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posted: 3/22/2012 5:05 PM

After 10 years, Oberweis may be nearing victory

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  • Republican businessman Jim Oberweis, the loser in five previous elections, won the Republican nomination for the 25th state Senate District seat. He will face Democrat Corinne Pierog of St. Charles in the November general election.

      Republican businessman Jim Oberweis, the loser in five previous elections, won the Republican nomination for the 25th state Senate District seat. He will face Democrat Corinne Pierog of St. Charles in the November general election.
    Associated Press file photo

  • Corinne Pierog

      Corinne Pierog

 
Associated Press

Dairy industry magnate Jim Oberweis didn't give up after he lost his first election. Or his second. Or even his third. Finally, on his sixth run for public office, he may be on the verge of victory.

Oberweis won the GOP nomination for a state Senate seat in Tuesday's primary and has a strong chance of winning the general election because the 25th District is heavily Republican.

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The office is far from the high-profile posts like governor and U.S. senator that Oberweis sought years ago, but Oberweis expressed confidence about his chance to serve in the General Assembly.

His quest for office has been expensive. Oberweis has pumped millions of dollars into his campaigns over the past decade. Just in 2008 he loaned more than $3.5 million to his campaigns for a seat in Congress.

The reason he kept running?

"People asked me to," he said. "I still have four of my children and 13 of my grandchildren living in Illinois, and I'm very concerned about the future of this state."

Oberweis made a fortune running the dairy and ice cream company that bears his family name. He also runs an investment firm and mutual fund.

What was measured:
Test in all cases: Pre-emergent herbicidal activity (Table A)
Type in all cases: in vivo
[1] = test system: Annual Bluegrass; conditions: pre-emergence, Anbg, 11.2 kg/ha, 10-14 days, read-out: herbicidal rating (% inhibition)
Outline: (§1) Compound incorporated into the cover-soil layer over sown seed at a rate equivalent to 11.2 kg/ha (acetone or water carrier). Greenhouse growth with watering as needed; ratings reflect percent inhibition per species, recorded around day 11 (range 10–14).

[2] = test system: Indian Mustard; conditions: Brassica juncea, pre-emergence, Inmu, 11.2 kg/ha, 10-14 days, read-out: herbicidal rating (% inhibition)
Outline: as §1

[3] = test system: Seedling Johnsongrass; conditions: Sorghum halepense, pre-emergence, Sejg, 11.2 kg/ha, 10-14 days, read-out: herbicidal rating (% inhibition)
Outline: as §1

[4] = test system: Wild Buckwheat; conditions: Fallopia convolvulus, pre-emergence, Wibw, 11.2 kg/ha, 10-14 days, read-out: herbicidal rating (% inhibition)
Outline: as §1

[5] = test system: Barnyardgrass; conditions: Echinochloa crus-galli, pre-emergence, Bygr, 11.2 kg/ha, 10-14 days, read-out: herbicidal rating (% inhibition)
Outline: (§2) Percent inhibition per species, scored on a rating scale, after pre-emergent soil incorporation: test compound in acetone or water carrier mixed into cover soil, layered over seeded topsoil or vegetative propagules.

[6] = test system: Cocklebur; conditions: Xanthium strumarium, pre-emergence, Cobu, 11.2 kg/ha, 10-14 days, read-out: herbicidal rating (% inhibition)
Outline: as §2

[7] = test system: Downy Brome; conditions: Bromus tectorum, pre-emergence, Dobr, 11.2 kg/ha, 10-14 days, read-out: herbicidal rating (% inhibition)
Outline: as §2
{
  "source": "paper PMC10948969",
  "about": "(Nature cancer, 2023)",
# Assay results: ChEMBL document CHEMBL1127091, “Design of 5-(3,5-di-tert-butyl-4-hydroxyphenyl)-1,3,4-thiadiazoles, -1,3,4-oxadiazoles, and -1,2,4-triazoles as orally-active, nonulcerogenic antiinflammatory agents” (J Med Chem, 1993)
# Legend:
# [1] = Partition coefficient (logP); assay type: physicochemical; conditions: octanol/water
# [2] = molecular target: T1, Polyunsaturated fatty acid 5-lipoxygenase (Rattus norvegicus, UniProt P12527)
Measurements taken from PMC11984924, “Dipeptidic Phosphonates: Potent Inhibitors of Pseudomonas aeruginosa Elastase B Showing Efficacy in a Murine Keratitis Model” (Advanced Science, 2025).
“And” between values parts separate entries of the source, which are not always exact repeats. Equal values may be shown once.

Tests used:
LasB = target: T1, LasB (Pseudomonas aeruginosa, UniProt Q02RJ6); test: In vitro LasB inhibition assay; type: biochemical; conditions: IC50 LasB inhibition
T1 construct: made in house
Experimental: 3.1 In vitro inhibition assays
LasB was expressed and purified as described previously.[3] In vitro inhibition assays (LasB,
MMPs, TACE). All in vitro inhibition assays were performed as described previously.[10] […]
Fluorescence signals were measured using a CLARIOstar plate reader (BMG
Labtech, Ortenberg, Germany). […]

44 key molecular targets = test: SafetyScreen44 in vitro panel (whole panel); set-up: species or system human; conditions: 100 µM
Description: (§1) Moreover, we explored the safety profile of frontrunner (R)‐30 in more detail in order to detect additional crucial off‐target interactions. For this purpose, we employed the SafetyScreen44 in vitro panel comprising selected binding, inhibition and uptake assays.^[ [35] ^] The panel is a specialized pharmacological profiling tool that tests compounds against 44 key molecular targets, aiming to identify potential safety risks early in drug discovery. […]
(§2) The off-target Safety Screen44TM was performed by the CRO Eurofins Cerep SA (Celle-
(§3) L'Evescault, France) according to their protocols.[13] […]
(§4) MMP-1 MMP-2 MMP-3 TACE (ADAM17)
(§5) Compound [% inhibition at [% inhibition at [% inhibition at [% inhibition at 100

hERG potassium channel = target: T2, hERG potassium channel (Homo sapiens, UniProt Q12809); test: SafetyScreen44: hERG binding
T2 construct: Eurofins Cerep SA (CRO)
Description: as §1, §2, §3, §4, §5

Ten years ago, Oberweis decided to get into politics. He started at the top by running for the Senate but lost the Republican primaries in 2002 and 2004. His 2004 campaign featured ads that showed him in a helicopter over Chicago's Soldier Field, criticizing illegal immigration and claiming the flow of illegal immigrants could fill the stadium every week.

Even when 2004 nominee Jack Ryan dropped out of the race, party leaders did not turn to Oberweis, who had placed second. Instead, they recruited out-of-stater Alan Keyes to run against -- and get crushed by -- then-state legislator Barack Obama.

Oberweis ran for governor two years later. During that primary, he proposed drawing straws to decide who should drop out so a single conservative could challenge the party's moderate frontrunner. Oberweis suggested he get 10 straws and his opponents get one each. They did not agree.

He lost that primary but won in 2008 when he ran in special and general primaries for a seat in Congress, losing to Democrat Bill Foster both times. In 2010 he finally won an election for a seat on the Illinois Republican Party's central committee.

Joe Wiegand, campaign manager for Oberweis in 2006 and now a professional Theodore Roosevelt impersonator, says Oberweis showed the persistence that is highly valuable in the business sector.

"There was certainly a sense that this is a man who doesn't quit, especially when facing obstacles and even defeat," Wiegand said. "I had a sense Jim will continue on."

One of his opponents in Tuesday's primary, attorney Rick Slocum of Sugar Grove, said Oberweis' name identification from previous campaigns helped him, especially in a low-turnout race. Slocum finished third in the primary but is supporting Oberweis now and predicts a win this fall.

Oberweis will face Democratic Corinne Pierog, a St. Charles school board member, who is campaigning on the message that she better understands the problems of average voters.

But Oberweis counters that he can do more to help businesses grow. He proposes cutting their costs by reducing workers' compensation and tax rates.

"I believe that the voters in this district are interested in creating a positive business environment," he said.

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